It has twice confronted and found compromise with the tide of modernity -- the First Vatican Council confronted liberalism in 1869-1870 and the Second Vatican Council accommodated socialism and secularism in 1962-1965. Despite the tiredness or unfashionability that can come with old age, the church has always managed to find enthusiastic converts. Contrary to popular perceptions, Catholicism continues to add followers and priests and is growing fastest in the developing world. Sixteen percent of the world's Catholics now live in Africa.

So the next pope will have no reason to panic. Neither will he have any reason to mess with church fundamentals. Indeed, he cannot do this -- Catholic doctrine is a complex web and removing one strand of belief (by changing strictures against abortion, divorce, women priests, for example) would threaten the entire structure.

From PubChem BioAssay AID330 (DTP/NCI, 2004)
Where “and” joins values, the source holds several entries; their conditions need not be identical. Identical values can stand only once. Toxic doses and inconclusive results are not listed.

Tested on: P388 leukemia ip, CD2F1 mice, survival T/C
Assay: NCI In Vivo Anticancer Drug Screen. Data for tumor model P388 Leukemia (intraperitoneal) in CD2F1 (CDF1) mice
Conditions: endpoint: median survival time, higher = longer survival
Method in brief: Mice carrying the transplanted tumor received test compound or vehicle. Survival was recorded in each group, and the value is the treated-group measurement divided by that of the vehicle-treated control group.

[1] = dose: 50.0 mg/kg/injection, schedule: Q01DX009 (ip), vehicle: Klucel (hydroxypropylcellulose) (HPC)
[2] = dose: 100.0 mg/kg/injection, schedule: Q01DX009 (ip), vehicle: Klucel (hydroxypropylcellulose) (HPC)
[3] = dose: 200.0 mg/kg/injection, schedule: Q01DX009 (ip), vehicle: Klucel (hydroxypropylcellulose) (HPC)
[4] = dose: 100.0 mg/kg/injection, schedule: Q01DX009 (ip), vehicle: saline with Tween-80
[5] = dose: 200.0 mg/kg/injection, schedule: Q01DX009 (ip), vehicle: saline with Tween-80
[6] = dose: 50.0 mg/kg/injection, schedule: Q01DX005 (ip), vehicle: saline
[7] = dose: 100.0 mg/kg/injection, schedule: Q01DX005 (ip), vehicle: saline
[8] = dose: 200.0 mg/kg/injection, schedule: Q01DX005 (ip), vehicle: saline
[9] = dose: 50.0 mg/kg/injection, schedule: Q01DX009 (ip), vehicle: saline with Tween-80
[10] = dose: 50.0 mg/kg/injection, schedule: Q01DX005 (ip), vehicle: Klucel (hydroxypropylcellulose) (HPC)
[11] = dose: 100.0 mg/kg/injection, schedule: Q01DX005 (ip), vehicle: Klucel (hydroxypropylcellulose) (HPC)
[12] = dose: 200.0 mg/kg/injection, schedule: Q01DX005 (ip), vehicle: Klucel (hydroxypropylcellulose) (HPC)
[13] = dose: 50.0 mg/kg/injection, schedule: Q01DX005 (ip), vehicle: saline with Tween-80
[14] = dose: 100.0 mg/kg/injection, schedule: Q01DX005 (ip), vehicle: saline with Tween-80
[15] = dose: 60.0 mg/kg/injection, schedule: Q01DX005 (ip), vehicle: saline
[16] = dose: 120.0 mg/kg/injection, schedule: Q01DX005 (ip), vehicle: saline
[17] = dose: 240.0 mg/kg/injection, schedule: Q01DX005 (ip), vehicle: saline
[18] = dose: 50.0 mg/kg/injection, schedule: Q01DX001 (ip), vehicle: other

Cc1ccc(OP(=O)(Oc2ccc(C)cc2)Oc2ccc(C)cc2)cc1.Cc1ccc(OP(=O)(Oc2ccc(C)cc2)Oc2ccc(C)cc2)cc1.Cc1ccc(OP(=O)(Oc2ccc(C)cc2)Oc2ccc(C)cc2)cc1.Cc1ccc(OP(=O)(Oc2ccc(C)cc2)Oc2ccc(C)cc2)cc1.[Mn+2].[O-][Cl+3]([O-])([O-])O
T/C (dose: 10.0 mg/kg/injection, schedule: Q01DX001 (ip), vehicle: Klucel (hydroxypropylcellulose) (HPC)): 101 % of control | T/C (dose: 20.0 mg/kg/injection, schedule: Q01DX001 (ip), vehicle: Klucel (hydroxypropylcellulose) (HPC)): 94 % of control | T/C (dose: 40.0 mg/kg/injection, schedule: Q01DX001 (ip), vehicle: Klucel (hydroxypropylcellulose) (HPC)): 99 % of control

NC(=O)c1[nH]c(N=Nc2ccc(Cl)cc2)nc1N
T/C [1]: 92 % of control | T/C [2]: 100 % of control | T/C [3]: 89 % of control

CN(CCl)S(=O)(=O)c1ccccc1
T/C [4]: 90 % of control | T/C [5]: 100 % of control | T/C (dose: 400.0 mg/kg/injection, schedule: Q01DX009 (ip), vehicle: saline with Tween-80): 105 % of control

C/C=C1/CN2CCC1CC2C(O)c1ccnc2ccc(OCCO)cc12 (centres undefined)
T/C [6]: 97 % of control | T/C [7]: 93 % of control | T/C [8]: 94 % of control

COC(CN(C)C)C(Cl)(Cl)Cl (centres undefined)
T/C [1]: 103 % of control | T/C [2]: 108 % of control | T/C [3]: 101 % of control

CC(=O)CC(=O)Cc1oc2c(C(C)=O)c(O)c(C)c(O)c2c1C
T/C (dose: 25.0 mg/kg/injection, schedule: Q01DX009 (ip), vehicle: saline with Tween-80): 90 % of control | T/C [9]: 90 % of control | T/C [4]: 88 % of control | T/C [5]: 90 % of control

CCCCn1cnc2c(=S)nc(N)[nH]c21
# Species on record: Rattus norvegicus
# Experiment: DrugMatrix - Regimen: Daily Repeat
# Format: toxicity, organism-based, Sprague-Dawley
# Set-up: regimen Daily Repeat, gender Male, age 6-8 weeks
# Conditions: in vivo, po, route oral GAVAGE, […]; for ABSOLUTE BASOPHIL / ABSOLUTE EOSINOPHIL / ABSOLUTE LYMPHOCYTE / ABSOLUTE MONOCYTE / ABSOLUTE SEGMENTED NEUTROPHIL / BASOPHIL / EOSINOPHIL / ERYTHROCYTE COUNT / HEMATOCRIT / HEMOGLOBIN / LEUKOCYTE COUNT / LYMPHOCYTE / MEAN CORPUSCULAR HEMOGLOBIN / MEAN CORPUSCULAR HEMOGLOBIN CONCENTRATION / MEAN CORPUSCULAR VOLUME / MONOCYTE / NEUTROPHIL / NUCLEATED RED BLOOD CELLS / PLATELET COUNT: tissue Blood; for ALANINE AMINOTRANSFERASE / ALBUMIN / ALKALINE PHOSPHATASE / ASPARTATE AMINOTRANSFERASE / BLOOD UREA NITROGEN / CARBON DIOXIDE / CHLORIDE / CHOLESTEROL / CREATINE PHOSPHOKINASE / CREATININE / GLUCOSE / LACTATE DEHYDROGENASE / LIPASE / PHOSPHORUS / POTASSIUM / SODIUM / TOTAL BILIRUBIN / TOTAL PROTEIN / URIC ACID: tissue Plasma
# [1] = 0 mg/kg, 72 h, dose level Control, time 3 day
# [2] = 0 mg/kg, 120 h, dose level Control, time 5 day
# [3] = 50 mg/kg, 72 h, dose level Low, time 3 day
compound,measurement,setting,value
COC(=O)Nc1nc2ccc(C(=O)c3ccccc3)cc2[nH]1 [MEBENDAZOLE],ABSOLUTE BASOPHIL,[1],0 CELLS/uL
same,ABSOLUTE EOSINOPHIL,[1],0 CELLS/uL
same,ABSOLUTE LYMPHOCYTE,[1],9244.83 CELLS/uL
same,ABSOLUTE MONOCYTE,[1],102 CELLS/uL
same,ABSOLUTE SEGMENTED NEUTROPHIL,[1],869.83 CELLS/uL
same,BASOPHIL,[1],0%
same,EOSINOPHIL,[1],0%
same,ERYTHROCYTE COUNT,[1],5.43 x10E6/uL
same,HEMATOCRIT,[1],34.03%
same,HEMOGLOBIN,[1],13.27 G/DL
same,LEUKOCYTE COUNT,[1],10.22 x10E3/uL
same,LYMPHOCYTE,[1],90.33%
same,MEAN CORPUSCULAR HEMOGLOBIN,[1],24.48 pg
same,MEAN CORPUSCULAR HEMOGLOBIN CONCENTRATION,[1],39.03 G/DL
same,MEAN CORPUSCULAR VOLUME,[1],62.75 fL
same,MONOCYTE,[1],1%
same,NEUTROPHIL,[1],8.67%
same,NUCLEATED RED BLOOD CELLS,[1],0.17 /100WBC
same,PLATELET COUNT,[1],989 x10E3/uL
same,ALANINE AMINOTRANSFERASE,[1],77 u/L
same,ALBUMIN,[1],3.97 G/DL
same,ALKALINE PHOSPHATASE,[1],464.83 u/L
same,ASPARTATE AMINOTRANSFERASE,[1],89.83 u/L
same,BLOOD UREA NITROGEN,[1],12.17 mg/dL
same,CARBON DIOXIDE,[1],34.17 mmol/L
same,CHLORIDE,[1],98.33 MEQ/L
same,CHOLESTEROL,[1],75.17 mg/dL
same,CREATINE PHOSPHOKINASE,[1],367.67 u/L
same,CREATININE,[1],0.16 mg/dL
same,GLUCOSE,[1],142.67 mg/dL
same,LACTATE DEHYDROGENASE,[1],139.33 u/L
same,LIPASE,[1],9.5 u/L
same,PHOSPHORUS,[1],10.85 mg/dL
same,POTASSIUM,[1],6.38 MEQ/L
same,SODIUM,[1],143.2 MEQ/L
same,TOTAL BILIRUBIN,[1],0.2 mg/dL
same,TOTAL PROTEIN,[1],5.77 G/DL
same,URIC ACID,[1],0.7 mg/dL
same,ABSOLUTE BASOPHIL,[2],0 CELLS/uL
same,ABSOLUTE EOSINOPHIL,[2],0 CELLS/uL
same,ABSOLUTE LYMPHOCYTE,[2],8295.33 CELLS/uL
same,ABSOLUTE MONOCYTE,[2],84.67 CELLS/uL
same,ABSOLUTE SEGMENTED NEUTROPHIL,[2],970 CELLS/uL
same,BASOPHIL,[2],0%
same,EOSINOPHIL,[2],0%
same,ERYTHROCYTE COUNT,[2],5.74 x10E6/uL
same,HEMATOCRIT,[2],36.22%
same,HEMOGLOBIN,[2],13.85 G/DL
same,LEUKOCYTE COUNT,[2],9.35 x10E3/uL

Opinion: Next pope must tackle child sex abuse

One belief justifies another (the church's attitude toward contraception flows from its understanding of what life is and God's role in it) and conceding that the church has been wrong on something in the past opens the door to reassessing its entire theology -- if the church was wrong about the gender of priests, is it wrong about the Immaculate Conception of the Virgin Mary or transubstantiation, the literal, not symbolic, transformation of bread and wine into the physical presence of Christ?

Become a fan of CNNOpinion
Stay up to date on the latest opinion, analysis and conversations through social media. Join us at Facebook/CNNOpinion and follow us @CNNOpinion on Twitter. We welcome your ideas and comments.